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Genetics

  • Multiplex Targeted Sequencing Identifies Recurrently Mutated Genes in Autism Spectrum Disorders

    Large-scale human autism candidate gene resequencing implicates de novo mutations in six genes in ~1% of sporadic cases.

  • Areas to Watch

    In 2013, Science's editors will be watching single-cell sequencing, the European Space Agency's Planck satellite, the Human Connectome Project, expeditions to study subglacial Antarctic waters, cancer immunotherapy, and basic plant research.

  • Scorecard: Rating Last Year's Areas to Watch

    The predictions of Science's editors were spot on for this year, involving the long-sought Higgs boson, faster-than-light neutrinos, how metabolism influences the reprogramming of mature cells, whole-genome sequencing, potential targets for reversing cognitive and behavioral symptoms, and the Mars Science Laboratory.

  • The Runners-Up

    A remarkable new method to prepare single strands of ancient DNA and view their genomes topped the list of this year's runners-up for Breakthrough of the Year, along with important discoveries into transcription activator–like effector nucleases, neutrino physics, Majorana fermions, the production of eggs cells from stem cells, and brain-machine interfaces. Other notable advances involve the Encyclopedia of DNA Elements, the Mars Curiosity rover, and the use of x-ray lasers to determine protein structure.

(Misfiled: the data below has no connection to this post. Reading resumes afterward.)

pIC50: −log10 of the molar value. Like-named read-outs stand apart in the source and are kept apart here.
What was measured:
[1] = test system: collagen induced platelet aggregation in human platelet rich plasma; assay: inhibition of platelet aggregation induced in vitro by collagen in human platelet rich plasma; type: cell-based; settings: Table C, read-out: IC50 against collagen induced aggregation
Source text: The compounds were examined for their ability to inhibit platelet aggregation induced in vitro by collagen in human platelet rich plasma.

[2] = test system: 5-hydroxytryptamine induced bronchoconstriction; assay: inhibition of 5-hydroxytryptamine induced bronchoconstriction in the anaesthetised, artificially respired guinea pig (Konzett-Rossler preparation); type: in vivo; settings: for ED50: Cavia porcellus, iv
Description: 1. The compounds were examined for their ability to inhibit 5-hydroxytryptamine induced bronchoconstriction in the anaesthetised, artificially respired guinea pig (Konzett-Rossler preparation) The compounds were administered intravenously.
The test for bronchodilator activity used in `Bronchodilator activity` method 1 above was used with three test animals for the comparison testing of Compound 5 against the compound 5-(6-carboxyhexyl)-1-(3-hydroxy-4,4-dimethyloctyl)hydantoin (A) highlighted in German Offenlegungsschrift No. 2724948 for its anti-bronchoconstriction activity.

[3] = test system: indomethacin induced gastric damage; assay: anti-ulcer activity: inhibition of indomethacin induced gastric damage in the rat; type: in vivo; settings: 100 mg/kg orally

• Beyond TALENs

    Zinc finger nucleases and TALENS are not the only up-and-coming genome engineering tools. There are meganucleases that are DNA-cutting enzymes encoded by certain mobile elements, nucleases that might do the job solo, and a potential bacterial defense system.

  • The Tale of the TALEs

    Biologists have turned plant pest proteins into tools for studying and reshaping genomes of many species.

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